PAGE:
The Pokemon series is now 20 years old, and in all those years of success, 2016 is likely to go down as a highlight.
Pokemon Go took the world by storm, becoming a worldwide phenomenon and attracting widespread mainstream attention. There was a Pokemon commercial at the Super Bowl, celebrating two decades and millions of fans. And now, the latest games in the mainline series, Pokemon Sun and Pokemon Moon, have been released to critical acclaim and record sales. On the day of their release, The Pokemon Company announced that the games have shipped more than 10 million units worldwide — a 150 percent increase over the last games in the series.
The games are worth the attention and worth the wait. Sun and Moon are more than just great new Pokemon games that use the same beloved formula. They shake things up for old fans and introduce great new features that make the series more accessible than ever for new players.
Some things are the same: You're a kid (a boy or a girl, who you get to customize at the start of the game) who just moved into a new town. Before long you get your first Pokemon — a pet-like creature that you can train and use to battle other Pokemon, both in the wild and against other trainers — and are tasked with exploring the world in an effort to "catch 'em all."
The games are set on the Hawaii-like islands of Alola, which makes for a fun new location and offers an excuse to introduce Pokemon that the series has never seen before. As a Pokemon trainer, you will travel between the islands completing Island Challenges (these games' versions of gyms from the previous games) in an effort to become the very best, like no one ever was.
The story is surprisingly involved and the world is filled with colorful characters, but what really makes Sun and Moon great is the little gameplay additions that make simple tasks less laborious.
For example, all Pokemon have at least one "type" associated with them, and each type is weak or strong to certain other types. Fire is weak against water, for example, but is strong against grass. That's easy enough to remember, until you throw in types like "fighting" and "steel" and "fairy." Thankfully, the game will remember all that stuff so that you don't have to. As soon as you've used a move an found that it's ineffective against the Pokemon you're fighting, the game labels that move as ineffective so that you don't forget and try to use it again.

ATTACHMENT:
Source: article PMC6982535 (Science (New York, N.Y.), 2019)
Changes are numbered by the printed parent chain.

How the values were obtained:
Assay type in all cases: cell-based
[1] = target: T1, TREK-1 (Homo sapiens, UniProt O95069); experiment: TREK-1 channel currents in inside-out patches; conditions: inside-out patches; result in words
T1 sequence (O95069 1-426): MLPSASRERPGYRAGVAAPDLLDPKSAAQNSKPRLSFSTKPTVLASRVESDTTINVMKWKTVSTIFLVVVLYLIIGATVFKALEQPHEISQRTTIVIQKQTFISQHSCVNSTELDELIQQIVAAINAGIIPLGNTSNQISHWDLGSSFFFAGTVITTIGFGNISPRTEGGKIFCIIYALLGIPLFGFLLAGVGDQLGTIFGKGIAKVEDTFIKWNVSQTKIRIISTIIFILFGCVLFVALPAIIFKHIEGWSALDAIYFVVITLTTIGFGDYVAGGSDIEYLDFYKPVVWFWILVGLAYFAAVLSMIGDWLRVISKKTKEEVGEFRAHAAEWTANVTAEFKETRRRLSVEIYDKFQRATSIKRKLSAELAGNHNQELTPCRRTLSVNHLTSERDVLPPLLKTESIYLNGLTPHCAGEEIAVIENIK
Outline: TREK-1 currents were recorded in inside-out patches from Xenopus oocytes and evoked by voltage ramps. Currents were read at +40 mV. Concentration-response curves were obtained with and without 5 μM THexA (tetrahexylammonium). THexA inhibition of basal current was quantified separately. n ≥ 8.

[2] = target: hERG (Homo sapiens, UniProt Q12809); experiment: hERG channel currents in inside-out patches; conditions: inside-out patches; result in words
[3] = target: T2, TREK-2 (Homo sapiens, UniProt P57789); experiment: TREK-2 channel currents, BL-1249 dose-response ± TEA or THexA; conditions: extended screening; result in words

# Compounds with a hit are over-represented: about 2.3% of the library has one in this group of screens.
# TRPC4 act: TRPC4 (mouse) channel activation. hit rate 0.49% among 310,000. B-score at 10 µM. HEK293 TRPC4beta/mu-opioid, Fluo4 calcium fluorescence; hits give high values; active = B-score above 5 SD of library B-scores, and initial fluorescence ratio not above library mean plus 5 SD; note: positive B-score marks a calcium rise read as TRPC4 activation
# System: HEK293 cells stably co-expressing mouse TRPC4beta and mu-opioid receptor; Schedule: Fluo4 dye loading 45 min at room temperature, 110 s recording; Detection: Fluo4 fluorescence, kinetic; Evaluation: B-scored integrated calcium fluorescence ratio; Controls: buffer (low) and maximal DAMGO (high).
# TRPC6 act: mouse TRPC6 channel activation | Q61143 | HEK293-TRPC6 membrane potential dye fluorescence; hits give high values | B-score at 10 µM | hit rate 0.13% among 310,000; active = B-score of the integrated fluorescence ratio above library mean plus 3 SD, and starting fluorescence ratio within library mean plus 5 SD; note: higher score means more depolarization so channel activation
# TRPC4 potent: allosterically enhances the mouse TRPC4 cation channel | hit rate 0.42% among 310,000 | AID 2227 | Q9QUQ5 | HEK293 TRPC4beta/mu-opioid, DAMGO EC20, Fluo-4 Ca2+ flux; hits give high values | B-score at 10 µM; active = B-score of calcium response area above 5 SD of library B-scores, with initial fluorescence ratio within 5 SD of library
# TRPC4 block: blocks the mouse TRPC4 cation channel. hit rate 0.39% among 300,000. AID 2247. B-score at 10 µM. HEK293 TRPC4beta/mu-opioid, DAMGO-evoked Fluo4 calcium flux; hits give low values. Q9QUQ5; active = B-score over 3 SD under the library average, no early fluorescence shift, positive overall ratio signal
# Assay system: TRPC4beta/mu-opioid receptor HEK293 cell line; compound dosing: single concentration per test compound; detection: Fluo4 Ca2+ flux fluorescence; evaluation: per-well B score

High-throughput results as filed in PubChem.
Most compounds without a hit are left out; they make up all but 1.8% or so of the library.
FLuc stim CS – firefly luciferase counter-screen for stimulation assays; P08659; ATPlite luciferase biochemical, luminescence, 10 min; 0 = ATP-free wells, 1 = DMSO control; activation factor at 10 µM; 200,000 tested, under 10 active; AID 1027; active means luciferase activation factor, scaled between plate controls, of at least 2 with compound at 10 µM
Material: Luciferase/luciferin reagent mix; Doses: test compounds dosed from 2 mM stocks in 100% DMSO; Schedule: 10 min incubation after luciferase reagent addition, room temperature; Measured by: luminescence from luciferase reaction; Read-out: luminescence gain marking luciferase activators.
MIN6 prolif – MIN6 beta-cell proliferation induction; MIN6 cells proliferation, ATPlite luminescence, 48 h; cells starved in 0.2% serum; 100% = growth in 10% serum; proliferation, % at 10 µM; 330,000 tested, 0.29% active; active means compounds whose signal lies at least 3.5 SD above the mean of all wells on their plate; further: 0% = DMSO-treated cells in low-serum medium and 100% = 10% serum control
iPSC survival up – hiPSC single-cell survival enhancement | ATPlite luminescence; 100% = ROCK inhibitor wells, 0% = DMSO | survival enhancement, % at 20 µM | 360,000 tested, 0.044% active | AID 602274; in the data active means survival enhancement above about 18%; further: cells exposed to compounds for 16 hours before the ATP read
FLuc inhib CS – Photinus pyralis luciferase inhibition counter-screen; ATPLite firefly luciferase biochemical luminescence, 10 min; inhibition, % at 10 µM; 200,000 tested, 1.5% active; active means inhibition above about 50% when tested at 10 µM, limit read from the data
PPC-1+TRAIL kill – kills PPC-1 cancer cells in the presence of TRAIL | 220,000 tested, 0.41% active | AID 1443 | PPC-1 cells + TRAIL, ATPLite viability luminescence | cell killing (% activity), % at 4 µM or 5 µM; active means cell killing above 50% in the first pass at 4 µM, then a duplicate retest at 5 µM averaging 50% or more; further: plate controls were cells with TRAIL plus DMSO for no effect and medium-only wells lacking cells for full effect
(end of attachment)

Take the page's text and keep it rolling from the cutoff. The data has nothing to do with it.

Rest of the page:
Another great addition: Riding Pokemon. That sounds great enough as it is, right? But the true greatness lies in how much it helps you get around. In previous games, you always had to keep Pokemon with you that knew moves like "Surf," even if that move is useless and you would rather teach the Pokemon to do something else. Sun and Moon simplify all that exploration and travel by letting you ride certain Pokemon and use them to get through tricky terrain.
If you're new to the series, these things might not matter to you. So just trust me when I say that you're getting the most streamlined and easiest to pick up Pokemon game yet.
It doesn't matter if you just got interested in Pokemon with Pokemon Go, or if that mobile hit re-ignited your excitement for the series, or if you've been playing Pokemon regularly for two decades. Pokemon Sun and Moon are great games, and it's well worth grabbing one of them.
The differences between 'Sun' and 'Moon'
Like all Pokemon games, this latest entry is sold in two different flavors: Sun and Moon. They are essentially the same game — you're meant to buy one or the other, not both. The point is that each version has slightly different creatures for you to catch, which encourages you to find a friend who has the other version so the two of you can trade Pokemon in an effort to complete your collections.
But Sun and Moon add a significant wrinkle: Time of day. Both games use the 3DS's system clock to affect gameplay, so that the Pokemon you can catch at 9 a.m. might be different than the ones you can catch at 9 p.m. In Pokemon Sun, if the sun is up in the real world, the sun is up in the game. So if you're playing in the afternoon, you can expect the in-game world to be sunny and bright. If you play after dark, the game will be dark, too.
In Pokemon Moon, however, that day-night cycle is reversed. If you play at noon, the in-game world will look like it's midnight. And vice versa.